# Infected Cylinder and Torus

A variant of the well known Infected Checkerboard problem. If we've a 𝑛x𝑛 square, then we fold it along top and bottom row to form a cylinder. A cell in this cylinder becomes infected if at least two of its neighbors (orthogonal only) are infected. Prove that, initially, if the number of infected cells is less than 𝑛, the whole cylinder can't be infected.

Additionally, instead of cylinder, let's form a torus by joining the sides of the square. Prove that 𝑛-1 initial infected cells are necessary to infect the whole torus.

The square variant can be solved by observing the perimeter of the infected cells.

• Doesn't the same argument still apply? Except now you don't need to cover a perimeter of a n x n square, but of a (n-1) x n rectangle in the case of a cylinder, then of a (n-1) x (n-1) square in the case of a torus. – Vepir Jan 9 at 19:27
• A cylinder would still have n x n cells (and same for torus) as we're not merging the top & bottom row but concatenating them with sides. – ologn13 Jan 9 at 19:36
• Yes, we still have n x n cells but we only need to infect (n-1) x n sub-rectangle or (n-1) x (n-1) sub-square (using the perimeter argument), because then the infection automatically spreads to the remaining cells (because of the folding) and infects the entire cylinder or torus. – Vepir Jan 9 at 19:54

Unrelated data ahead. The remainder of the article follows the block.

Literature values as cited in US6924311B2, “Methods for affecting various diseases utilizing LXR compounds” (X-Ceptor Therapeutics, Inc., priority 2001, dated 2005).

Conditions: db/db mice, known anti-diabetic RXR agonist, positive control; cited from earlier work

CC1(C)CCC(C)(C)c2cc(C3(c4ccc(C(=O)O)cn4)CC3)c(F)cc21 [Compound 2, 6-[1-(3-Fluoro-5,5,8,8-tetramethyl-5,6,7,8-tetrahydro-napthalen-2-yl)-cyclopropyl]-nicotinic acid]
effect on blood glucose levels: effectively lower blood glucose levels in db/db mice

• I think you’re right. I complicated things unnecessarily and was thinking why do we necessarily need to have n-1 x n rectangle infected first. But it’s obvious that the rectangle will inevitably be involved as part of infecting the whole cylinder. Thanks! Unfortunately I‘m unable to upvote your comment, so if you can add it as an answer I’ll be happy to accept it :) – ologn13 Jan 9 at 23:16
• Also asked on math.SE (math.stackexchange.com/questions/3988288/…) and MO (mathoverflow.net/questions/381576/…) – Ilmari Karonen Jan 19 at 0:44